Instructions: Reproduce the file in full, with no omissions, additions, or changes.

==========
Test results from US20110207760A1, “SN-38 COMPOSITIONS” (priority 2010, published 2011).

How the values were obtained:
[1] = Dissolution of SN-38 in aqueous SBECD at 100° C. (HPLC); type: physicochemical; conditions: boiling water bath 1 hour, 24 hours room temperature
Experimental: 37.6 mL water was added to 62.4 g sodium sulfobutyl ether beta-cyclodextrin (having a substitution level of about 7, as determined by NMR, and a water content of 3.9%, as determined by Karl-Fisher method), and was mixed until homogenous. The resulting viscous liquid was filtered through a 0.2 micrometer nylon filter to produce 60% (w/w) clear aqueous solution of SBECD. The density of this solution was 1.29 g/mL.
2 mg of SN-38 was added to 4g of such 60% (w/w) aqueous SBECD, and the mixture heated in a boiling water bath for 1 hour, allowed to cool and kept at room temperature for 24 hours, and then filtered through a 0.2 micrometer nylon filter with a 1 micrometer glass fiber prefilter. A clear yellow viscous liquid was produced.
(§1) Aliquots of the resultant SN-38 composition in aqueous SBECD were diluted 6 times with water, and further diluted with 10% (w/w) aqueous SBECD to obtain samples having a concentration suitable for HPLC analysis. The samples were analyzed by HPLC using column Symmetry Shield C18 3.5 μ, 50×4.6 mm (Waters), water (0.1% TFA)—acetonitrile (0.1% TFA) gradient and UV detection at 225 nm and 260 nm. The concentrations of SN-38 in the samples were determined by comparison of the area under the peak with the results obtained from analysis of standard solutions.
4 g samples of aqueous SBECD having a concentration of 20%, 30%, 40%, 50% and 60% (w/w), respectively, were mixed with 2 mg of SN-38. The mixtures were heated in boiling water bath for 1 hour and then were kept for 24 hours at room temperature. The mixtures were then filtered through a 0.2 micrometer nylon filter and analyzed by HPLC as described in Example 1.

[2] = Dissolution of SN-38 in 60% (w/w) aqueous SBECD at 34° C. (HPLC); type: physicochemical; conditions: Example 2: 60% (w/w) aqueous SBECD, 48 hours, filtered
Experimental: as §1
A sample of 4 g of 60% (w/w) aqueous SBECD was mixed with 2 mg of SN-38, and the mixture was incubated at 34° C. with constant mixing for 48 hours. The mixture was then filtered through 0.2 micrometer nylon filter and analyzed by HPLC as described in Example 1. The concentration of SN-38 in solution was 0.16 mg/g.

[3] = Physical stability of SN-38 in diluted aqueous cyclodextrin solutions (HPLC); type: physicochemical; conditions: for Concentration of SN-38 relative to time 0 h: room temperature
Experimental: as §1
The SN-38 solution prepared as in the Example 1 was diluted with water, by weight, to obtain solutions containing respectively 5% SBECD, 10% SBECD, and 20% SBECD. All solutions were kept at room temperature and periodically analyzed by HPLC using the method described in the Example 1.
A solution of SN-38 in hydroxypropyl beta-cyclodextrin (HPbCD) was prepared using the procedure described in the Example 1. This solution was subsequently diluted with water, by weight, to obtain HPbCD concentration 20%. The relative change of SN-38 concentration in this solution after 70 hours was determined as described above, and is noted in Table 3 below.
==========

Test results from US20110207760A1, “SN-38 COMPOSITIONS” (priority 2010, published 2011).

How the values were obtained:
[1] = Dissolution of SN-38 in aqueous SBECD at 100° C. (HPLC); type: physicochemical; conditions: boiling water bath 1 hour, 24 hours room temperature
Experimental: 37.6 mL water was added to 62.4 g sodium sulfobutyl ether beta-cyclodextrin (having a substitution level of about 7, as determined by NMR, and a water content of 3.9%, as determined by Karl-Fisher method), and was mixed until homogenous. The resulting viscous liquid was filtered through a 0.2 micrometer nylon filter to produce 60% (w/w) clear aqueous solution of SBECD. The density of this solution was 1.29 g/mL.
2 mg of SN-38 was added to 4g of such 60% (w/w) aqueous SBECD, and the mixture heated in a boiling water bath for 1 hour, allowed to cool and kept at room temperature for 24 hours, and then filtered through a 0.2 micrometer nylon filter with a 1 micrometer glass fiber prefilter. A clear yellow viscous liquid was produced.
(§1) Aliquots of the resultant SN-38 composition in aqueous SBECD were diluted 6 times with water, and further diluted with 10% (w/w) aqueous SBECD to obtain samples having a concentration suitable for HPLC analysis. The samples were analyzed by HPLC using column Symmetry Shield C18 3.5 μ, 50×4.6 mm (Waters), water (0.1% TFA)—acetonitrile (0.1% TFA) gradient and UV detection at 225 nm and 260 nm. The concentrations of SN-38 in the samples were determined by comparison of the area under the peak with the results obtained from analysis of standard solutions.
4 g samples of aqueous SBECD having a concentration of 20%, 30%, 40%, 50% and 60% (w/w), respectively, were mixed with 2 mg of SN-38. The mixtures were heated in boiling water bath for 1 hour and then were kept for 24 hours at room temperature. The mixtures were then filtered through a 0.2 micrometer nylon filter and analyzed by HPLC as described in Example 1.

[2] = Dissolution of SN-38 in 60% (w/w) aqueous SBECD at 34° C. (HPLC); type: physicochemical; conditions: Example 2: 60% (w/w) aqueous SBECD, 48 hours, filtered
Experimental: as §1
A sample of 4 g of 60% (w/w) aqueous SBECD was mixed with 2 mg of SN-38, and the mixture was incubated at 34° C. with constant mixing for 48 hours. The mixture was then filtered through 0.2 micrometer nylon filter and analyzed by HPLC as described in Example 1. The concentration of SN-38 in solution was 0.16 mg/g.

[3] = Physical stability of SN-38 in diluted aqueous cyclodextrin solutions (HPLC); type: physicochemical; conditions: for Concentration of SN-38 relative to time 0 h: room temperature
Experimental: as §1
The SN-38 solution prepared as in the Example 1 was diluted with water, by weight, to obtain solutions containing respectively 5% SBECD, 10% SBECD, and 20% SBECD. All solutions were kept at room temperature and periodically analyzed by HPLC using the method described in the Example 1.
A solution of SN-38 in hydroxypropyl beta-cyclodextrin (HPbCD) was prepared using the procedure described in the Example 1. This solution was subsequently diluted with water, by weight, to obtain HPbCD concentration 20%. The relative change of SN-38 concentration in this solution after 70 hours was determined as described above, and is noted in Table 3 below.